It's the golden age for home cooking. The world may be burning, but our chicken cutlets remain moist and well-marinated.
The days of needing to lug out some thick and dusty Betty Crocker cookbook every time you want to try some new dish are over. YouTube is boiling over with cooking tutorials, Pinterest is fully stocked with fancy pastry ideas, while cooking blogs of all sorts of flavors have decades of archives. You've got sites like allrecipes.com perfect for the beginning home chef, Serious Eats for the ambitious one, and New York Times Cooking for the people who can afford to still subscribe to New York Times Cooking.
But here are a few things I want from my online recipes to kick things up a notch:
1. I get that you recipe writers want to include obscure or difficult to obtain ingredients, like aardvark tongue or melange or ectoplasmic powder so rich people can impress their fellow hedge fund managers at dinner parties. That's fine. But for us plebes whose gourmet grocery options don't get much fancier than the Chinese/Mexican aisle at Safeway, include some more plausible substitutions. Maybe you don't need Pommery, when any whole-grain mustard will do.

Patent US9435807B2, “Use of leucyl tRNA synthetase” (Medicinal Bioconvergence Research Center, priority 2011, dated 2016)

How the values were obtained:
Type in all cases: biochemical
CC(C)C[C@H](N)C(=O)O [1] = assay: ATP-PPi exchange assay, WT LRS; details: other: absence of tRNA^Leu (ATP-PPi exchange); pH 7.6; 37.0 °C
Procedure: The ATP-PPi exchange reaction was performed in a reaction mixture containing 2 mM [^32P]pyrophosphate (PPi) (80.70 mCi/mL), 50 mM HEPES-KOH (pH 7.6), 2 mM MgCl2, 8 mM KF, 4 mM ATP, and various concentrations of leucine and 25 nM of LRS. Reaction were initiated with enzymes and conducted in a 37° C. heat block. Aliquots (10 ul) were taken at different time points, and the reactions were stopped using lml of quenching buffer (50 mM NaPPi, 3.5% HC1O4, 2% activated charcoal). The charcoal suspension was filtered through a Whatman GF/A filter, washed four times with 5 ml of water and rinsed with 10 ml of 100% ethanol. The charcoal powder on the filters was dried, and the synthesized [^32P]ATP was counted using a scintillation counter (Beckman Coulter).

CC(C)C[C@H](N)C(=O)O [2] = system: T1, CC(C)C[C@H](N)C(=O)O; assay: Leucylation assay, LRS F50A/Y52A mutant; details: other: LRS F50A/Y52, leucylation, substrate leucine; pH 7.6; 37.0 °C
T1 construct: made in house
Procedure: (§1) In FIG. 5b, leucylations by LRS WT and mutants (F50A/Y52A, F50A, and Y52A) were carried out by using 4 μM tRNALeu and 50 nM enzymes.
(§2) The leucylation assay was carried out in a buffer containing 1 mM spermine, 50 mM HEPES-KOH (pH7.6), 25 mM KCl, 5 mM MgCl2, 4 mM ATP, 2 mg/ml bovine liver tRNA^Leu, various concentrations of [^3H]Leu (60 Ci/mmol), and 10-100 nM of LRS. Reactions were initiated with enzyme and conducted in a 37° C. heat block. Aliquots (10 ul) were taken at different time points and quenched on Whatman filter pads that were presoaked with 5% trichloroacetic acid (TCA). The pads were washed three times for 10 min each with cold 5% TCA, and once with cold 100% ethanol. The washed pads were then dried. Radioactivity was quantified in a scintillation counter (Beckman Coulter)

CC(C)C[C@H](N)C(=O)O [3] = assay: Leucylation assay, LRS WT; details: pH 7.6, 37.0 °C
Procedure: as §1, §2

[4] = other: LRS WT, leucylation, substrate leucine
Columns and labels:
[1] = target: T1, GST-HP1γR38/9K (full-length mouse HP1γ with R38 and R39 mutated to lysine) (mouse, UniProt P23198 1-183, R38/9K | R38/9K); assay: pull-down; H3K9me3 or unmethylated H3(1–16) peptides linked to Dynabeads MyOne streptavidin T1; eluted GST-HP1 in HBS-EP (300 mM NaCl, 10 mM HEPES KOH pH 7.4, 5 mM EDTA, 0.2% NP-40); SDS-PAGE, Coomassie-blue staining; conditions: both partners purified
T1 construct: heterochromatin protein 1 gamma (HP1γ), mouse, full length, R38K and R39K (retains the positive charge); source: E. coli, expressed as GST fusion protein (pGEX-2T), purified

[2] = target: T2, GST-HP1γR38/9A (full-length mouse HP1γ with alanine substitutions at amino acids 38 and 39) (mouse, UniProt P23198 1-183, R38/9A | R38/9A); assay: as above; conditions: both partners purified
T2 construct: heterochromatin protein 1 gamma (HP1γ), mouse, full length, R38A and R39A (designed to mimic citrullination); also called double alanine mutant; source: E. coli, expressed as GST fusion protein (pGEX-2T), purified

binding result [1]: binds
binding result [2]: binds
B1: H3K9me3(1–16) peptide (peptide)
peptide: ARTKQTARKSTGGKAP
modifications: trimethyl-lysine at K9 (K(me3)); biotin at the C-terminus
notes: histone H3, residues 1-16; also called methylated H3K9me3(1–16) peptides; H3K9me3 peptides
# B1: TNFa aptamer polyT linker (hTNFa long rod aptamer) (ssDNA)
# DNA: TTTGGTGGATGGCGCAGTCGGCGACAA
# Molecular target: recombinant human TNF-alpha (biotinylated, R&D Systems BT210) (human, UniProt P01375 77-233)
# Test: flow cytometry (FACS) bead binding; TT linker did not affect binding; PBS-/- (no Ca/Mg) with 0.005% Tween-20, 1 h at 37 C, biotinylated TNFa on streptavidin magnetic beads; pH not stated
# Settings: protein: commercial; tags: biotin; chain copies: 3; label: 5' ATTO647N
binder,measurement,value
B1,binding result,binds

2. Separate out each step with bullet points so I don't miss a crucial step crammed in the middle of a paragraph. We live in the ADHD-addled age of Twitter. There's no excuse for not dicing your recipe into bite-sized chunks. For that matter, in the age of iPhones, there's nothing stopping you from snapping a pic of every step, so we know exactly what, say, seared catfish is supposed to look like.
3. Don't assume I know how to do anything. Does the recipe require a poached egg? Link me to a good video about egg poaching. Linking is free. And for that matter, on those videos? Include some text. I don't want to have to rewatch the video 20 times while I'm cooking.
4. Stop lying to me about cooking times. Sure, a Top Chef Quickfire competitor can prep, dice and mince seven different types of veggies in five minutes. But me? Assume it will take at least three Netflix episodes.
5. Starting every recipe with an ode to how your dish recalls the sunlight streaming through the curtains when you were but a wide-eyed child visiting your nana in Tuscany just wears out my scroll wheel. Use your unlimited online word count to tell me why and how the dish works. Why do the ingredients work together? What's the most important step? How did you screw up this dish the first three times you made it? ♦